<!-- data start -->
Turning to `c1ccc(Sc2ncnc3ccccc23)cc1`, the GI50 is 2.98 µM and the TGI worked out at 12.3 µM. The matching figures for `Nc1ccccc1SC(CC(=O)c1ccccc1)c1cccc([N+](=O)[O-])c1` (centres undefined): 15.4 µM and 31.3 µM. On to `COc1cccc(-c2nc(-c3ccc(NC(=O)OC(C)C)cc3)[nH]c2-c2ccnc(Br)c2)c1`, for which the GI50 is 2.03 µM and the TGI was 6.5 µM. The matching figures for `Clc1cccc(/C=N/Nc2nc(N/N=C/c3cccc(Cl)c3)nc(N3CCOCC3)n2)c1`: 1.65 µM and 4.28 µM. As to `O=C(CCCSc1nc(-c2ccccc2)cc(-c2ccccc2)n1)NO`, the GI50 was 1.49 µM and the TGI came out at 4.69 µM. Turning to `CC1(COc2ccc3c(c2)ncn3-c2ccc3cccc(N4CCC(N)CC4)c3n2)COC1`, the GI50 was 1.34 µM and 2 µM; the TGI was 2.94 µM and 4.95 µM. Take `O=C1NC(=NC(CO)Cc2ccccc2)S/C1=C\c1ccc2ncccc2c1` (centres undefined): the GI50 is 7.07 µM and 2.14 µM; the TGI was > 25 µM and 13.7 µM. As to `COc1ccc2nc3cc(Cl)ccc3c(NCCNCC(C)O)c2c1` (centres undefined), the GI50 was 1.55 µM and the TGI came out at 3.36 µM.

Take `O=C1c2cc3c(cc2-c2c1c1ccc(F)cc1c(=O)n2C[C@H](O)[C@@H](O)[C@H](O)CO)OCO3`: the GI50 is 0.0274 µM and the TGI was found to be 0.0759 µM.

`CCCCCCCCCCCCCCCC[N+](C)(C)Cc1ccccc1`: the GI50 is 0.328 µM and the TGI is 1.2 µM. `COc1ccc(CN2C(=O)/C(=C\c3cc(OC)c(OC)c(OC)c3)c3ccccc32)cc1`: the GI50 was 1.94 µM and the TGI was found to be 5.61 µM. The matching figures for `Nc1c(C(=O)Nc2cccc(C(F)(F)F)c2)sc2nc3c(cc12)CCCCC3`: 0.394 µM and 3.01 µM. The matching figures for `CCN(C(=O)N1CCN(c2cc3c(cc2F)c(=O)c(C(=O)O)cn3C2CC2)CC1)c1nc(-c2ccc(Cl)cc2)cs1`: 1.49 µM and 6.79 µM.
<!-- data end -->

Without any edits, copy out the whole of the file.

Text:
Turning to `c1ccc(Sc2ncnc3ccccc23)cc1`, the GI50 is 2.98 µM and the TGI worked out at 12.3 µM. The matching figures for `Nc1ccccc1SC(CC(=O)c1ccccc1)c1cccc([N+](=O)[O-])c1` (centres undefined): 15.4 µM and 31.3 µM. On to `COc1cccc(-c2nc(-c3ccc(NC(=O)OC(C)C)cc3)[nH]c2-c2ccnc(Br)c2)c1`, for which the GI50 is 2.03 µM and the TGI was 6.5 µM. The matching figures for `Clc1cccc(/C=N/Nc2nc(N/N=C/c3cccc(Cl)c3)nc(N3CCOCC3)n2)c1`: 1.65 µM and 4.28 µM. As to `O=C(CCCSc1nc(-c2ccccc2)cc(-c2ccccc2)n1)NO`, the GI50 was 1.49 µM and the TGI came out at 4.69 µM. Turning to `CC1(COc2ccc3c(c2)ncn3-c2ccc3cccc(N4CCC(N)CC4)c3n2)COC1`, the GI50 was 1.34 µM and 2 µM; the TGI was 2.94 µM and 4.95 µM. Take `O=C1NC(=NC(CO)Cc2ccccc2)S/C1=C\c1ccc2ncccc2c1` (centres undefined): the GI50 is 7.07 µM and 2.14 µM; the TGI was > 25 µM and 13.7 µM. As to `COc1ccc2nc3cc(Cl)ccc3c(NCCNCC(C)O)c2c1` (centres undefined), the GI50 was 1.55 µM and the TGI came out at 3.36 µM.

Take `O=C1c2cc3c(cc2-c2c1c1ccc(F)cc1c(=O)n2C[C@H](O)[C@@H](O)[C@H](O)CO)OCO3`: the GI50 is 0.0274 µM and the TGI was found to be 0.0759 µM.

`CCCCCCCCCCCCCCCC[N+](C)(C)Cc1ccccc1`: the GI50 is 0.328 µM and the TGI is 1.2 µM. `COc1ccc(CN2C(=O)/C(=C\c3cc(OC)c(OC)c(OC)c3)c3ccccc32)cc1`: the GI50 was 1.94 µM and the TGI was found to be 5.61 µM. The matching figures for `Nc1c(C(=O)Nc2cccc(C(F)(F)F)c2)sc2nc3c(cc12)CCCCC3`: 0.394 µM and 3.01 µM. The matching figures for `CCN(C(=O)N1CCN(c2cc3c(cc2F)c(=O)c(C(=O)O)cn3C2CC2)CC1)c1nc(-c2ccc(Cl)cc2)cs1`: 1.49 µM and 6.79 µM.